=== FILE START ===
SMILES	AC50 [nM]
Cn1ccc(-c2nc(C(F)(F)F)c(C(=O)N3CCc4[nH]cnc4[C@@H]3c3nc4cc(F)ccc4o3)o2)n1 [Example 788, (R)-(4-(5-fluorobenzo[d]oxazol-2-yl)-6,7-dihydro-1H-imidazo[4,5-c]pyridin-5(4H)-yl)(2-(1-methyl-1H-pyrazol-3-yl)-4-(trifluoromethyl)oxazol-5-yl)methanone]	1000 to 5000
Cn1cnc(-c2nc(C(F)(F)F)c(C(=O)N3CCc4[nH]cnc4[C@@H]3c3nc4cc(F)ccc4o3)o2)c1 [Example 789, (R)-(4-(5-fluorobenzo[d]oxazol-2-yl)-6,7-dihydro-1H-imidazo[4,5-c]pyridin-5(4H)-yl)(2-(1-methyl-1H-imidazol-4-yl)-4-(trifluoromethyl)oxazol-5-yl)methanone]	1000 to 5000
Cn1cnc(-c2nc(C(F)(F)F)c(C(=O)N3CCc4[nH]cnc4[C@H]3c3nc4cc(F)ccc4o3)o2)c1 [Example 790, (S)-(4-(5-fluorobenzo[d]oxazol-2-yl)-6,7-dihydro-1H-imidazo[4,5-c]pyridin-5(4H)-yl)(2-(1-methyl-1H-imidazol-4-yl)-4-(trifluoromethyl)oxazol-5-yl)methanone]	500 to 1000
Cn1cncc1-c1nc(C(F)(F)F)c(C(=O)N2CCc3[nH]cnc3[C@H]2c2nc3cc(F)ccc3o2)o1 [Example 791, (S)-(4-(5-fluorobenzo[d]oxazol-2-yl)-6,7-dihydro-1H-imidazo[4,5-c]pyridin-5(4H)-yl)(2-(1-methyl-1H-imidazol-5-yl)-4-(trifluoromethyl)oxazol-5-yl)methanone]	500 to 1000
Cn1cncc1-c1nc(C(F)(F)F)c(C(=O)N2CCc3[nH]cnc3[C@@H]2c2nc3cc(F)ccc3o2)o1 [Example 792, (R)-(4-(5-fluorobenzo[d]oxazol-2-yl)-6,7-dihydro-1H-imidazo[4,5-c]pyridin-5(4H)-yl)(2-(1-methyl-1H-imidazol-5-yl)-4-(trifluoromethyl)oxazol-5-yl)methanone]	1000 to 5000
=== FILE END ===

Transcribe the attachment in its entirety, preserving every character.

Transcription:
SMILES	AC50 [nM]
Cn1ccc(-c2nc(C(F)(F)F)c(C(=O)N3CCc4[nH]cnc4[C@@H]3c3nc4cc(F)ccc4o3)o2)n1 [Example 788, (R)-(4-(5-fluorobenzo[d]oxazol-2-yl)-6,7-dihydro-1H-imidazo[4,5-c]pyridin-5(4H)-yl)(2-(1-methyl-1H-pyrazol-3-yl)-4-(trifluoromethyl)oxazol-5-yl)methanone]	1000 to 5000
Cn1cnc(-c2nc(C(F)(F)F)c(C(=O)N3CCc4[nH]cnc4[C@@H]3c3nc4cc(F)ccc4o3)o2)c1 [Example 789, (R)-(4-(5-fluorobenzo[d]oxazol-2-yl)-6,7-dihydro-1H-imidazo[4,5-c]pyridin-5(4H)-yl)(2-(1-methyl-1H-imidazol-4-yl)-4-(trifluoromethyl)oxazol-5-yl)methanone]	1000 to 5000
Cn1cnc(-c2nc(C(F)(F)F)c(C(=O)N3CCc4[nH]cnc4[C@H]3c3nc4cc(F)ccc4o3)o2)c1 [Example 790, (S)-(4-(5-fluorobenzo[d]oxazol-2-yl)-6,7-dihydro-1H-imidazo[4,5-c]pyridin-5(4H)-yl)(2-(1-methyl-1H-imidazol-4-yl)-4-(trifluoromethyl)oxazol-5-yl)methanone]	500 to 1000
Cn1cncc1-c1nc(C(F)(F)F)c(C(=O)N2CCc3[nH]cnc3[C@H]2c2nc3cc(F)ccc3o2)o1 [Example 791, (S)-(4-(5-fluorobenzo[d]oxazol-2-yl)-6,7-dihydro-1H-imidazo[4,5-c]pyridin-5(4H)-yl)(2-(1-methyl-1H-imidazol-5-yl)-4-(trifluoromethyl)oxazol-5-yl)methanone]	500 to 1000
Cn1cncc1-c1nc(C(F)(F)F)c(C(=O)N2CCc3[nH]cnc3[C@@H]2c2nc3cc(F)ccc3o2)o1 [Example 792, (R)-(4-(5-fluorobenzo[d]oxazol-2-yl)-6,7-dihydro-1H-imidazo[4,5-c]pyridin-5(4H)-yl)(2-(1-methyl-1H-imidazol-5-yl)-4-(trifluoromethyl)oxazol-5-yl)methanone]	1000 to 5000